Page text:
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CBT Explained

Cognitive Behaviour Therapy is very impressive and able to help with lots of different mental health concerns, but what is it? Where did it come from and how can it help you? Below we explain CBT and give you a video preview of a basic CBT formulation. If you like you can download and print a copy of the CBT formulation below and follow along with the video.

What is CBT?

CBT stands for Cognitive Behavioural Therapy. It is a type of psychotherapy that is commonly used to treat a range of mental health conditions such as anxiety disorders, depression, sleep problems and post-traumatic stress disorder among others. CBT can be thought of as an umbrella term for different types of interventions that work on a persons thought processes, behaviours and emotional responses.  

CBT is based on the idea that our thoughts, feelings, and behaviors are all interconnected, and that by changing the way we think and behave, we can improve our emotional well-being. This therapy is typically short-term and goal-oriented, with an emphasis on teaching clients practical skills to help them manage their symptoms and develop more effective coping strategies.

The aim of CBT is to reduce unwanted symptoms associated with mental health conditions and in most cases achieve recovery. The goal of CBT is for the client to become their own therapist, able to identify triggers and implement learned CBT techniques to improve their quality of life.

CBT is often thought of as the Gold Standard treatment for many mental health concerns (David, Cristea & Hoffman, 2018) .

Where has CBT come from?

So for this, we need to get a little more Sciencey!

Cognitive Behavioural Therapy (CBT) has its roots in two distinct approaches: Cognitive Therapy and Behaviour therapy. The Cognitive Therapy aspect of CBT was developed in the 1960s by psychiatrist Aaron T. Beck, who was working with depressed patients and found that their negative thoughts and beliefs contributed to their depression. Beck developed a structured and focused approach to treatment that involved identifying and challenging negative thoughts and beliefs.

The Behaviour Therapy aspect of CBT has its roots in the 1950s and 1960s, when psychologists such as B.F. Skinner and Albert Bandura were exploring the relationship between behaviour and reinforcement. When a person does something and it makes them feel good, they learn to do it more. When a person does something and it makes them feel bad, they learn to avoid doing it.

The seperate approaches were merged in the 1970s by psychologists such as Donald Meichenbaum and David Barlow, who saw the potential for combining cognitive and behavioural techniques to treat mental health disorders. CBT became more widely recognised as an effective form of therapy in the 1980s and 1990s, and it has since become one of the most widely used and researched forms of psychotherapy.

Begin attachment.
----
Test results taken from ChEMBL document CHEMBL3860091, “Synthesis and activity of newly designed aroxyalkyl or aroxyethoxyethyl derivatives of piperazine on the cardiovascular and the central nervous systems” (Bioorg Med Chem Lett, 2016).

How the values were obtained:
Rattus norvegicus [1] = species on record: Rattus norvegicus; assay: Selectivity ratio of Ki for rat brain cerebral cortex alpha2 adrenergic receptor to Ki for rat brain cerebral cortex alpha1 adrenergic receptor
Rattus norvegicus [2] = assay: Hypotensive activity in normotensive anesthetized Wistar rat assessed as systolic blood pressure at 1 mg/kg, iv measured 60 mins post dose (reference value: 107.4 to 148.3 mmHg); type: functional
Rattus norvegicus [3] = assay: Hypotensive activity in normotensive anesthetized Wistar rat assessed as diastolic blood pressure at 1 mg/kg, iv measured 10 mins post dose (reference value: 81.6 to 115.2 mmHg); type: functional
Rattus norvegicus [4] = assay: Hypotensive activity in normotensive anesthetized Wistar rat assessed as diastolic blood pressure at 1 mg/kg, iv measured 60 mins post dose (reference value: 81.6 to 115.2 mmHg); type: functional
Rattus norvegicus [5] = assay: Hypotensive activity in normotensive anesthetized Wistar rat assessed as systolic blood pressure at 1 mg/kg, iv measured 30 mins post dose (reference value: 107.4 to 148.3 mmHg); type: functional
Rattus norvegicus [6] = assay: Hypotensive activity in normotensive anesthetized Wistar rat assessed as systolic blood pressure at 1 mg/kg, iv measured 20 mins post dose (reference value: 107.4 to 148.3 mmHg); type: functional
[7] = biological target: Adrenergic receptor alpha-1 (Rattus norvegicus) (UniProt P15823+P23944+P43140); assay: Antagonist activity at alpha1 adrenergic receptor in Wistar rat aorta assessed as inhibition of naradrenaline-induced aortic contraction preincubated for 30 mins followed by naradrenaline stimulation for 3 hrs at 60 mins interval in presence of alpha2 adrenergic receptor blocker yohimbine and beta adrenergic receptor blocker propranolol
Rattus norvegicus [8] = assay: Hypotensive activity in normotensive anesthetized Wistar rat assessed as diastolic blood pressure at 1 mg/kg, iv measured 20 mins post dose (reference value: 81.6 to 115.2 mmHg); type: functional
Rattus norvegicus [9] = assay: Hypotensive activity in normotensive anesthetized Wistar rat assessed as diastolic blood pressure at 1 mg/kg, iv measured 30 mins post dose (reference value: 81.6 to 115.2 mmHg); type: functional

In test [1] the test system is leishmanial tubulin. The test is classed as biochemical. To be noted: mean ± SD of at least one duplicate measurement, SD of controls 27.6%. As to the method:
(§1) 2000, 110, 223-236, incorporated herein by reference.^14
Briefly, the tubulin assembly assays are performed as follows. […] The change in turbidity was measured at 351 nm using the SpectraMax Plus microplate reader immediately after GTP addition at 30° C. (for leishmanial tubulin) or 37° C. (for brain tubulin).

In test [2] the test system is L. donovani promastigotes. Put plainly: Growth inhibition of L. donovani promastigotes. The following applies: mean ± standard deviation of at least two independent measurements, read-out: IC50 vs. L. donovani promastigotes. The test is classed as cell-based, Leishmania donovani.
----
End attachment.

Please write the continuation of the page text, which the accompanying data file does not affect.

This is all very useful information. Here’s why! If someone has anxiety about driving, then the negative thought might be that driving is “dangerous”. The behaviour might be to avoid driving altogether, because it makes them feel bad. However, each time they avoid the driving, they are reinforcing a negative link between driving and danger. Or simply put the brain has learned that driving is “dangerous” and makes them feel bad.

How can CBT help me?

So now you know what CBT is why don’t we have a brief look at how it might be able to help you.

CBT is a type of therapy that can be used to treat a range of mental health problems, including anxiety, depression, and other conditions. It works by helping you understand how your thoughts, feelings, and behaviours are all interconnected, and how you can change those patterns to improve your mental health.

For example, let’s say you’re struggling with anxiety. CBT can help you identify the thoughts that are causing you to feel anxious, and then work with you to challenge those thoughts and replace them with more positive and realistic ones. This can help you feel less anxious and more in control of your thoughts and feelings.

Another example is if you’re struggling with low self-esteem or negative thoughts about yourself. CBT can help you identify those negative thoughts and challenge them with evidence that contradicts them. This can help you develop a more positive and realistic view of yourself, which can improve your self-esteem and overall mental health.

CBT is a practical and goal-oriented therapy that can be used to help you develop coping skills, problem-solving strategies, and new ways of thinking and behaving that can improve your mental health. It’s a collaborative process between you and your therapist, and you’ll be an active participant in setting goals and working towards them.

Overall, CBT can be a very effective therapy for improving mental health and helping people feel better about themselves and their lives. In the video below, we break this down further using an example of a brief CBT formulation, which is sometimes completed in the assessment session. Want to try it for yourself? Download the worksheet to the right of the video to follow along!

Basic CBT formulation

5 Aspects worksheet

Click on the top right of the worksheet to download and follow along with the brief CBT formulation. You may need to print it (worksheet taken from getselfhelp.co.uk)

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